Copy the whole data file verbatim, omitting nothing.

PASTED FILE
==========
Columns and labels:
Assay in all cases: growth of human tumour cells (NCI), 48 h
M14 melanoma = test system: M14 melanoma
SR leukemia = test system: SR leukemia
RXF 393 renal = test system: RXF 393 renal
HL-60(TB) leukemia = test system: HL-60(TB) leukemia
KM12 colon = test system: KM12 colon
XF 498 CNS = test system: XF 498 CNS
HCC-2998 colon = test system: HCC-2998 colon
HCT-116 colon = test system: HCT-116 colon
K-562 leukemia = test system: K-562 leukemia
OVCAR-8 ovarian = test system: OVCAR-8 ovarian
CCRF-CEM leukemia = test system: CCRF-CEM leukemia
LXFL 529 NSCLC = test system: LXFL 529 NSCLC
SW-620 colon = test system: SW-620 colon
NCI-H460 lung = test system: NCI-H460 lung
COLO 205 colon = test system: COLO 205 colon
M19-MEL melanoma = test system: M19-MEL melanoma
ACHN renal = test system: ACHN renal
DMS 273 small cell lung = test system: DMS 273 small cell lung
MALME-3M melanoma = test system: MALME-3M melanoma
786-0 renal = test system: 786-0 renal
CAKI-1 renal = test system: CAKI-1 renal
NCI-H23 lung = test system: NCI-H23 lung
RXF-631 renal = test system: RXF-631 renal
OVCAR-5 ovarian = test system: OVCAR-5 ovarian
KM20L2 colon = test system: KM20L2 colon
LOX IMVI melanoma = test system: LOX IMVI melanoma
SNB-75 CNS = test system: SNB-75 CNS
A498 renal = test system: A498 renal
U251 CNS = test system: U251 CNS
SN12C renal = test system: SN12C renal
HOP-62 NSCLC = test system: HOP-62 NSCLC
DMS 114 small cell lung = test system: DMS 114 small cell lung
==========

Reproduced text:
Columns and labels:
Assay in all cases: growth of human tumour cells (NCI), 48 h
M14 melanoma = test system: M14 melanoma
SR leukemia = test system: SR leukemia
RXF 393 renal = test system: RXF 393 renal
HL-60(TB) leukemia = test system: HL-60(TB) leukemia
KM12 colon = test system: KM12 colon
XF 498 CNS = test system: XF 498 CNS
HCC-2998 colon = test system: HCC-2998 colon
HCT-116 colon = test system: HCT-116 colon
K-562 leukemia = test system: K-562 leukemia
OVCAR-8 ovarian = test system: OVCAR-8 ovarian
CCRF-CEM leukemia = test system: CCRF-CEM leukemia
LXFL 529 NSCLC = test system: LXFL 529 NSCLC
SW-620 colon = test system: SW-620 colon
NCI-H460 lung = test system: NCI-H460 lung
COLO 205 colon = test system: COLO 205 colon
M19-MEL melanoma = test system: M19-MEL melanoma
ACHN renal = test system: ACHN renal
DMS 273 small cell lung = test system: DMS 273 small cell lung
MALME-3M melanoma = test system: MALME-3M melanoma
786-0 renal = test system: 786-0 renal
CAKI-1 renal = test system: CAKI-1 renal
NCI-H23 lung = test system: NCI-H23 lung
RXF-631 renal = test system: RXF-631 renal
OVCAR-5 ovarian = test system: OVCAR-5 ovarian
KM20L2 colon = test system: KM20L2 colon
LOX IMVI melanoma = test system: LOX IMVI melanoma
SNB-75 CNS = test system: SNB-75 CNS
A498 renal = test system: A498 renal
U251 CNS = test system: U251 CNS
SN12C renal = test system: SN12C renal
HOP-62 NSCLC = test system: HOP-62 NSCLC
DMS 114 small cell lung = test system: DMS 114 small cell lung